But in reality, it rains somewhere in Hawaii every single day. And it tends to get worse during the “rainy-er” months of November up until March. In fact, Oahu is known to have the longest rain shower in history – totaling to more than 200 days of continuous rainfall – beat that!
If you’re coming in for the first time, you have to set your expectations and try to book your trip away from these rainy months. And be prepared with an umbrella, too.
I learned this the hard way – we went in March and experienced cloudy thunderstorms more than seeing bright, sunny days. There was even this one time when we had to wear our ABC store grocery bags over our head while running over to our hotel because of an unexpected shower LOL.
But of course, without its unique sunny-wet-sunny weather, Hawaii wouldn’t have that lush, green landscape that it’s known for.
And also don’t feel bad when it always rains where you are in Hawaii, because it is the cause of frequent rainbow shows popping from one area to another. It’s called “Rainbow State” for a reason, you know.
When in Hawaii, do and wear like the locals
It’s easy. First off, wear something that you would normally wear when on a beach. You know what I mean – those skimpy bikinis and mankinis are welcome, too. You can also wear whatever it is when taking a stroll through the busy streets of downtown Honolulu – no issue with that. At all.
I think we all overdid it a bit in this photo, but it was an Aloha-themed wedding anyway so we were excused.
Then, project a laid back attitude. Now this one is a little bit tougher, but in case you want to blend in, the easiest way to do this is to wear shades and stay cool and casual at it, and then do the Shaka sign, which is almost mandatory when taking photos, like the ‘peace’ sign they do in Japan. The Shaka hand sign means to “hang loose” and this mostly relates to the Hawaiian surfer culture.
And for the ladies, you’ll be missing a lot if you don’t wear some Plumeria (Kalachuchi) flowers tucked in your ears and a big smile to go with it. I see this as a big thing among women and hey, it hey it’ll look pretty on you if you do!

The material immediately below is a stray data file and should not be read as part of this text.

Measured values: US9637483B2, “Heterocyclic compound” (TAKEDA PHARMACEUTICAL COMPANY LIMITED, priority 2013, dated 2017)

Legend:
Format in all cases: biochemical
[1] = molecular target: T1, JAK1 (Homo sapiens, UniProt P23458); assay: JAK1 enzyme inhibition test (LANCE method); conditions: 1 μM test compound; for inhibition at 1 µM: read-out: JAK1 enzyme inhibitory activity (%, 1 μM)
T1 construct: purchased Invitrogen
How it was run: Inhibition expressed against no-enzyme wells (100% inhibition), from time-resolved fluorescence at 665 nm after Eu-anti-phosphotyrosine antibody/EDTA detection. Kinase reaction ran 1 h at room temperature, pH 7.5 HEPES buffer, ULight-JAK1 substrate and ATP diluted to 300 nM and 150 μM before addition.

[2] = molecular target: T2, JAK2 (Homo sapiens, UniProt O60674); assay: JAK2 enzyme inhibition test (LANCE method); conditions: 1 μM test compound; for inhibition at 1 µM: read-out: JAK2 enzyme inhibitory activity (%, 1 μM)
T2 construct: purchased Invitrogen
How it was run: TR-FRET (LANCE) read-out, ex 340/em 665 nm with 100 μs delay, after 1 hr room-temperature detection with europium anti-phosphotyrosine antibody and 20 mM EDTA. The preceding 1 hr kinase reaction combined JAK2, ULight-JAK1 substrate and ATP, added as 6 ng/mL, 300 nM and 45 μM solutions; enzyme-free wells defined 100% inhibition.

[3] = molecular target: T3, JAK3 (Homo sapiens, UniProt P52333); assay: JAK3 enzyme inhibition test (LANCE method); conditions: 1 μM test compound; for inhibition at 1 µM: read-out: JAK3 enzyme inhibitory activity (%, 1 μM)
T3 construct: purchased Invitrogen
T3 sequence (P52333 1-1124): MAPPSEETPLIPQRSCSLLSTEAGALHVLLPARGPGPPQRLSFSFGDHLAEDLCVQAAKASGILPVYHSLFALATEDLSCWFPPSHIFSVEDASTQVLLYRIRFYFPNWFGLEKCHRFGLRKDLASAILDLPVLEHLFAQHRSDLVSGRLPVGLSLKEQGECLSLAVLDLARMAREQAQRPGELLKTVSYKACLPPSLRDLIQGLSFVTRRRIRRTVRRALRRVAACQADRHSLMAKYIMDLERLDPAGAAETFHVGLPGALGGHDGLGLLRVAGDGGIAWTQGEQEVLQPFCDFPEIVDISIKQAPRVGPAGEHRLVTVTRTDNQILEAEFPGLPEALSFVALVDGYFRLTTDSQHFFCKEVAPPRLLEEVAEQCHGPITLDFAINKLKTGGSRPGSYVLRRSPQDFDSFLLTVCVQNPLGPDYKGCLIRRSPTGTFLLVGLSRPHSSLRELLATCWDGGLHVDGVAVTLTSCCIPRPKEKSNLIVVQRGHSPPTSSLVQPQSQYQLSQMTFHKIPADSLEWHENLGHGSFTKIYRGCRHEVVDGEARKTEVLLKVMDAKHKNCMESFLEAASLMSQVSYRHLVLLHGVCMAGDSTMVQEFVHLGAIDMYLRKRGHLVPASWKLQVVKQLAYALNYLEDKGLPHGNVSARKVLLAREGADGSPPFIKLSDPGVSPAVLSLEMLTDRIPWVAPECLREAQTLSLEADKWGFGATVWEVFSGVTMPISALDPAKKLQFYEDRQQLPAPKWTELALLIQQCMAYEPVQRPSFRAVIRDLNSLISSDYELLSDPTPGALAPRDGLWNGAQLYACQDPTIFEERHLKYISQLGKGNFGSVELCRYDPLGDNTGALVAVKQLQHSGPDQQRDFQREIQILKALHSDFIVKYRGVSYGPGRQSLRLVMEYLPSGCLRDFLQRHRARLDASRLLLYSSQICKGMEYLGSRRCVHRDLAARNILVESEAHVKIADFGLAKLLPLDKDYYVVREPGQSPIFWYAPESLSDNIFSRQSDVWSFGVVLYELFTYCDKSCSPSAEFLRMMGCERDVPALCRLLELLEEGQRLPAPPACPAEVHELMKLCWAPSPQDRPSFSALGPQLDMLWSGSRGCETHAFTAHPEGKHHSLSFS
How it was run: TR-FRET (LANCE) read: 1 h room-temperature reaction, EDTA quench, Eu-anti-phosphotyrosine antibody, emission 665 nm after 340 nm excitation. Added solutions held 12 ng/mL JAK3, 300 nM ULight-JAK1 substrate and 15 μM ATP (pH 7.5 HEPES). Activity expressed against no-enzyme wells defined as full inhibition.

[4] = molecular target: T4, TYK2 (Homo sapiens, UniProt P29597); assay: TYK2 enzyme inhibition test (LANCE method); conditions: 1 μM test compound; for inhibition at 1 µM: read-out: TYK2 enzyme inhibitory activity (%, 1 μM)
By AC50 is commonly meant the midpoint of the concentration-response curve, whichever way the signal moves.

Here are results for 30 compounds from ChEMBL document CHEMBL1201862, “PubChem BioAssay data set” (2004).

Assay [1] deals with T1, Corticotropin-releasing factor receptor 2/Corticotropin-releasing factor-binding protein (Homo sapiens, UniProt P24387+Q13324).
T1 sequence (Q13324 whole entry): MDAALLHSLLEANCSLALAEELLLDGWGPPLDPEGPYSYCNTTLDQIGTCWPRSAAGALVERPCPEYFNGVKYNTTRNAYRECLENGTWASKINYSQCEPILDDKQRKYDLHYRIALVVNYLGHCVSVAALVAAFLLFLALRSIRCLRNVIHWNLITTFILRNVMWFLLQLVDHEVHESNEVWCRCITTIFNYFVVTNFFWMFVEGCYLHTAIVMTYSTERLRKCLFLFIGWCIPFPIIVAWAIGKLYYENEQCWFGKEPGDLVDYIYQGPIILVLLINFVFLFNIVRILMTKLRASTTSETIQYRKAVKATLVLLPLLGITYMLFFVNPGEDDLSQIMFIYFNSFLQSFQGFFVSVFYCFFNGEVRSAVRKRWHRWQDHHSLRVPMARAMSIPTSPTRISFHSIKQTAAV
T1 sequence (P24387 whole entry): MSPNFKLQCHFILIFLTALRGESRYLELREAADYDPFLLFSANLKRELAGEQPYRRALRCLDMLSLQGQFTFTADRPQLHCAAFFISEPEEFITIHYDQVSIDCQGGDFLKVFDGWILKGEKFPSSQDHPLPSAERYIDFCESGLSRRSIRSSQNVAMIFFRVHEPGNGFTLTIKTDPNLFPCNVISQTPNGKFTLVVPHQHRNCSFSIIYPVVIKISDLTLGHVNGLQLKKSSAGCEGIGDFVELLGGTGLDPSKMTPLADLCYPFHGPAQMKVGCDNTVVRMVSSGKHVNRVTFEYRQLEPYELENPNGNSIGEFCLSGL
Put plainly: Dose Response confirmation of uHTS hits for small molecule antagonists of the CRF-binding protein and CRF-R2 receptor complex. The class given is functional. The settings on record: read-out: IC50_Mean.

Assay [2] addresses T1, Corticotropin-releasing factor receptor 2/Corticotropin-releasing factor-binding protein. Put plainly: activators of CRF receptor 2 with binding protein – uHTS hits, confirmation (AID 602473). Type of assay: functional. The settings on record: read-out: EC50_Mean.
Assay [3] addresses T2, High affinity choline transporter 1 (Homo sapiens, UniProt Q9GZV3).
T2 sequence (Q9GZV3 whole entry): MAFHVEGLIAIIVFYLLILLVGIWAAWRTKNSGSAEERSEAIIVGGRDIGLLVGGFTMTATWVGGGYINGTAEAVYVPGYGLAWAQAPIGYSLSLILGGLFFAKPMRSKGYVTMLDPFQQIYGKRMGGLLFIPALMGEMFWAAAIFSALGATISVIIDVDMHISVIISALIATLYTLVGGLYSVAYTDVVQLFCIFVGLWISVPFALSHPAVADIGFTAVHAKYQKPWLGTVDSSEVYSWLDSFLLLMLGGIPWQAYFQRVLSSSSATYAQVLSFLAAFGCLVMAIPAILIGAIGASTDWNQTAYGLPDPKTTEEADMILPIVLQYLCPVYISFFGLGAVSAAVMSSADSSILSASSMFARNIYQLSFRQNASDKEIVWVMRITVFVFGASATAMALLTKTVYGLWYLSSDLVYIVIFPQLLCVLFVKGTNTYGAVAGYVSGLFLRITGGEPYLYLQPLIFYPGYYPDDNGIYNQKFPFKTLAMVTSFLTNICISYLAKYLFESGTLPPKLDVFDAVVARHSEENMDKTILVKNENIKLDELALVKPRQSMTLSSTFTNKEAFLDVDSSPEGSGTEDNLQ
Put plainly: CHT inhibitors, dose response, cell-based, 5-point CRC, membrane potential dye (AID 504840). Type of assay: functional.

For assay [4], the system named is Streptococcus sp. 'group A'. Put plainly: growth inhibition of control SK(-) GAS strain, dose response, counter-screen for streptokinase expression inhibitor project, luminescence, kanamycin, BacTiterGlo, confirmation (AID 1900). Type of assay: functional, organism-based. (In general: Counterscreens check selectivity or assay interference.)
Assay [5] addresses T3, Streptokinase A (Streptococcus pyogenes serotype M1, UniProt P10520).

Since the ‘surfer culture’ is all over Hawaii, you might want to bring your surfing gear as well. The waves in Hawaii are perfect for surfing, and having your rash guard ready for when the opportunity’s there makes the experience even more possible.
And then arm yourself with some cool facts about Hawaii
To make you the coolest of the bunch when in the islands, here are some interesting facts to know:
- Though a tropical archipelago, there is snow in Hawaii during the winter months. Yes, you heard that right. The catch is, it only snows in Mauna Kea. This dormant volcano stands tall at 33,476 feet from the sea floor, which is twice as tall as the Everest.
- Hawaii is the most isolated locale on earth. It’s comforting to not feel alone in Waikiki while knowing you’re in the islands that are strewn at the center of the vast Pacific Ocean.
- Blame it on the continuous churning out of fresh molten lava by the active Kilauea Volcano, the Big Island’s getting bigger by more than 42 acres each year. This volcano has been erupting for more than 30 years!
- Say ‘Aloha’ as much as you want, because this word can mean so much at once. It can mean ‘hello’, ‘welcome’, ‘love’, ‘best wishes’ or even ‘goodbye’.
- By law, no building on Kauai Island can be built taller than a palm tree.